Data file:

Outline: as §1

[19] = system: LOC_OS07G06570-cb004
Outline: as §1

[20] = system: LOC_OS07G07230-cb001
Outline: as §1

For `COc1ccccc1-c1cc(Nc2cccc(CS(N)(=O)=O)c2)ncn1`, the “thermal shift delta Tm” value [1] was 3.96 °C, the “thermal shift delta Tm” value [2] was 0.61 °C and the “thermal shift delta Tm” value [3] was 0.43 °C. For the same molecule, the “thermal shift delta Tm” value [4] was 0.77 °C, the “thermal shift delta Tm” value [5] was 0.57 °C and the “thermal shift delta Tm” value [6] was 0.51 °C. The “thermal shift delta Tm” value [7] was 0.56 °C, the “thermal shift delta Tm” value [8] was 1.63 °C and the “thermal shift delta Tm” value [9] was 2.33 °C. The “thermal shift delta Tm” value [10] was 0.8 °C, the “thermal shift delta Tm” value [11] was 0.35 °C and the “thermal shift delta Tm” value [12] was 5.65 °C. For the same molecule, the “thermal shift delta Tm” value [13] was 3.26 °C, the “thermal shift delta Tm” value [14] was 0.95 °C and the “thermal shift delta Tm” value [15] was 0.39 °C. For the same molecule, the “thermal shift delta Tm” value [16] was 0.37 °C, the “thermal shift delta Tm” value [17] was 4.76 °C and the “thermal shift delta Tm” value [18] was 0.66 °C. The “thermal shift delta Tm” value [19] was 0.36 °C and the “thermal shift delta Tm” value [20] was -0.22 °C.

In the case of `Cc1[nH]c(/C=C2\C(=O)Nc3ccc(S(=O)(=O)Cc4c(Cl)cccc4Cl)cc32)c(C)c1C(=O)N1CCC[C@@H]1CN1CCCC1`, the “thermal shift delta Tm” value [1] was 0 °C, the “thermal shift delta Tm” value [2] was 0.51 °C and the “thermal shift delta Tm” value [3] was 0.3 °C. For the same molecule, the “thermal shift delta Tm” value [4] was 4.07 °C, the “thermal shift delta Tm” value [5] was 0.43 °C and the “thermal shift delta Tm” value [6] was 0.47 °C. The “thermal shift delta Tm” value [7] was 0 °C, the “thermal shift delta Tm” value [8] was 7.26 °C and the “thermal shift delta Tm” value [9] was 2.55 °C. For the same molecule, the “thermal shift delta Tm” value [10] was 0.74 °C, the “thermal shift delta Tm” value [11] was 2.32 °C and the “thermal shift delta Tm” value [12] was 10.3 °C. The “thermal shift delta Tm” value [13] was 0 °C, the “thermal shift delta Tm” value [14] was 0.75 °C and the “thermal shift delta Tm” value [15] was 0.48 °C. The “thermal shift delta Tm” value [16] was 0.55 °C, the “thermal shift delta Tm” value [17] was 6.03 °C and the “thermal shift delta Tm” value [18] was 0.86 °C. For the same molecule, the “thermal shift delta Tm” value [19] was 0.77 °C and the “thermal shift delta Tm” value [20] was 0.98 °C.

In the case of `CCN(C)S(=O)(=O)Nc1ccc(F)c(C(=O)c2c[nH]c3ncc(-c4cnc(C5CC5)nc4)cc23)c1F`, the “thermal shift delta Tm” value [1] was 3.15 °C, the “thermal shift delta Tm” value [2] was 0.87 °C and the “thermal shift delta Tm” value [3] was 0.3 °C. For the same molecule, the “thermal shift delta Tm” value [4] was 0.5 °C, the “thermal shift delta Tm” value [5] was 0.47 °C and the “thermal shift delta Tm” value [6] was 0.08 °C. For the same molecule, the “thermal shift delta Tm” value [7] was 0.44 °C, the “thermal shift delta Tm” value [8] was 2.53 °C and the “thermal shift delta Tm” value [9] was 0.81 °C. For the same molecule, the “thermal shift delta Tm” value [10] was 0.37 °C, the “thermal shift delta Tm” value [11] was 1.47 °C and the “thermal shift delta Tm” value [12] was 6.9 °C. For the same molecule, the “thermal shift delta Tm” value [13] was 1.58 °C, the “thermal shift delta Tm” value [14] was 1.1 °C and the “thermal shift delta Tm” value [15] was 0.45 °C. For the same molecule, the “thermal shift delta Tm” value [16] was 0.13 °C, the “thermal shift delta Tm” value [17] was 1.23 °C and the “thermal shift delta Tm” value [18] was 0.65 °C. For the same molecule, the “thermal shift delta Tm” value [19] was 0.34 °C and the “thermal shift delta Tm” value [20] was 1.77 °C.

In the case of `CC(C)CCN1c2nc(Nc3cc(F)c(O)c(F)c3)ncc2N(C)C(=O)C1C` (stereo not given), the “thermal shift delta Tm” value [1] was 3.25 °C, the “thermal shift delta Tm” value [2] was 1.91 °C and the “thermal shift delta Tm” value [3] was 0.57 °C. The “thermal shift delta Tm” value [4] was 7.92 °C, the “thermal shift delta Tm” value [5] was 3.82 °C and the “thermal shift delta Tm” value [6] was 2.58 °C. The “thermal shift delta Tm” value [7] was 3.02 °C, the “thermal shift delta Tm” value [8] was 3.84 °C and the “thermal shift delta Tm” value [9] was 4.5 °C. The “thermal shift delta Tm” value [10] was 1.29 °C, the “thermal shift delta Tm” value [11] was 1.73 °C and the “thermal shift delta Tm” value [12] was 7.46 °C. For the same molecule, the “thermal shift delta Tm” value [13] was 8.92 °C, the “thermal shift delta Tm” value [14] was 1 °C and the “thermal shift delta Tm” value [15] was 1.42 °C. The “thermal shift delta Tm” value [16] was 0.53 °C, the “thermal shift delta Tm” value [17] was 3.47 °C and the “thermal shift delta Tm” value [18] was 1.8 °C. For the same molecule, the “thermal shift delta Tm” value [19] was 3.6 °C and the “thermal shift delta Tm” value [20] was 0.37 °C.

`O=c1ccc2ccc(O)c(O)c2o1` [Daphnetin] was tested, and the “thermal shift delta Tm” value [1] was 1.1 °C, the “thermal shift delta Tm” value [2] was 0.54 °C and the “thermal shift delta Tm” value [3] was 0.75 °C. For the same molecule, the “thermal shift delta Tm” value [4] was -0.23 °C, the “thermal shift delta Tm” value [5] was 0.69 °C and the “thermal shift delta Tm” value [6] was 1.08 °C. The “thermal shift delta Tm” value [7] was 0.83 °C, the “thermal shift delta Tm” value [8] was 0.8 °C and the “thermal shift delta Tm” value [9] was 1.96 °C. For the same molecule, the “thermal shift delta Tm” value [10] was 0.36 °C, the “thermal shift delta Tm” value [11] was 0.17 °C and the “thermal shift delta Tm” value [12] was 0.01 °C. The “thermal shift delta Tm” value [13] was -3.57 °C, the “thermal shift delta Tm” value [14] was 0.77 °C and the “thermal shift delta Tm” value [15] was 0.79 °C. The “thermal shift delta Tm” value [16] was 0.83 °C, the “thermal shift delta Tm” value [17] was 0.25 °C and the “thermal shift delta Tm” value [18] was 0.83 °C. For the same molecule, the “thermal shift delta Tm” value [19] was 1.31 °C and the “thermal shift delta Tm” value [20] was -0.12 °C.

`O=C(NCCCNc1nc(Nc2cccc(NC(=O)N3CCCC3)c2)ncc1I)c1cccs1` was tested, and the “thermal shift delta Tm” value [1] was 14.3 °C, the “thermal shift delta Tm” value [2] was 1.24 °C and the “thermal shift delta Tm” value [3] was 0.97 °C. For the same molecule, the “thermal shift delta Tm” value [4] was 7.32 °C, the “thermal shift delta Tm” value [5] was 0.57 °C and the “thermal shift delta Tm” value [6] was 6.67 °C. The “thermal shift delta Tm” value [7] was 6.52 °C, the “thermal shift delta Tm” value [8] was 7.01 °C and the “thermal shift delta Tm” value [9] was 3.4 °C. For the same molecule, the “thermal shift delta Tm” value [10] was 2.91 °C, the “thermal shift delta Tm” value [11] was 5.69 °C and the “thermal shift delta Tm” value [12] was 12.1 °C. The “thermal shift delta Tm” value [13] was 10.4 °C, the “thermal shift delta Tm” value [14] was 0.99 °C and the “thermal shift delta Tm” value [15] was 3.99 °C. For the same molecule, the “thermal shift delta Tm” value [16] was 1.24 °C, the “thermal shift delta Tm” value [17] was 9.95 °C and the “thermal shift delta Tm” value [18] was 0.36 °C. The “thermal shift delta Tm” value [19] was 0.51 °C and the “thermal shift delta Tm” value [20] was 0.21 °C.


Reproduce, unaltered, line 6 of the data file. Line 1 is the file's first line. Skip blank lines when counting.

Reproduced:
For `COc1ccccc1-c1cc(Nc2cccc(CS(N)(=O)=O)c2)ncn1`, the “thermal shift delta Tm” value [1] was 3.96 °C, the “thermal shift delta Tm” value [2] was 0.61 °C and the “thermal shift delta Tm” value [3] was 0.43 °C. For the same molecule, the “thermal shift delta Tm” value [4] was 0.77 °C, the “thermal shift delta Tm” value [5] was 0.57 °C and the “thermal shift delta Tm” value [6] was 0.51 °C. The “thermal shift delta Tm” value [7] was 0.56 °C, the “thermal shift delta Tm” value [8] was 1.63 °C and the “thermal shift delta Tm” value [9] was 2.33 °C. The “thermal shift delta Tm” value [10] was 0.8 °C, the “thermal shift delta Tm” value [11] was 0.35 °C and the “thermal shift delta Tm” value [12] was 5.65 °C. For the same molecule, the “thermal shift delta Tm” value [13] was 3.26 °C, the “thermal shift delta Tm” value [14] was 0.95 °C and the “thermal shift delta Tm” value [15] was 0.39 °C. For the same molecule, the “thermal shift delta Tm” value [16] was 0.37 °C, the “thermal shift delta Tm” value [17] was 4.76 °C and the “thermal shift delta Tm” value [18] was 0.66 °C. The “thermal shift delta Tm” value [19] was 0.36 °C and the “thermal shift delta Tm” value [20] was -0.22 °C.